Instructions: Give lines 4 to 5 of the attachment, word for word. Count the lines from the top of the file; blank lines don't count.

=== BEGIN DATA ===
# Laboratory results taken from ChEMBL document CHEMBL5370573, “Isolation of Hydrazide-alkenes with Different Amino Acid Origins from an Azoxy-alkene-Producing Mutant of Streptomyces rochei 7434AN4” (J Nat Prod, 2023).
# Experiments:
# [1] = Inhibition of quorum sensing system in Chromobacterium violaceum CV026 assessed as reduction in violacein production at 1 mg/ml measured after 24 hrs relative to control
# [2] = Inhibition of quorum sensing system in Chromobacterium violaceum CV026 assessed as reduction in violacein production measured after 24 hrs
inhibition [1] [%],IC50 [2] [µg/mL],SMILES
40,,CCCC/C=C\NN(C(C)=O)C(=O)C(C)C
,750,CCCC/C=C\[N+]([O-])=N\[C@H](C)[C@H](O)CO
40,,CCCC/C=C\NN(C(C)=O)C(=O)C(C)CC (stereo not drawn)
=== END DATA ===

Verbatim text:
# [2] = Inhibition of quorum sensing system in Chromobacterium violaceum CV026 assessed as reduction in violacein production measured after 24 hrs
inhibition [1] [%],IC50 [2] [µg/mL],SMILES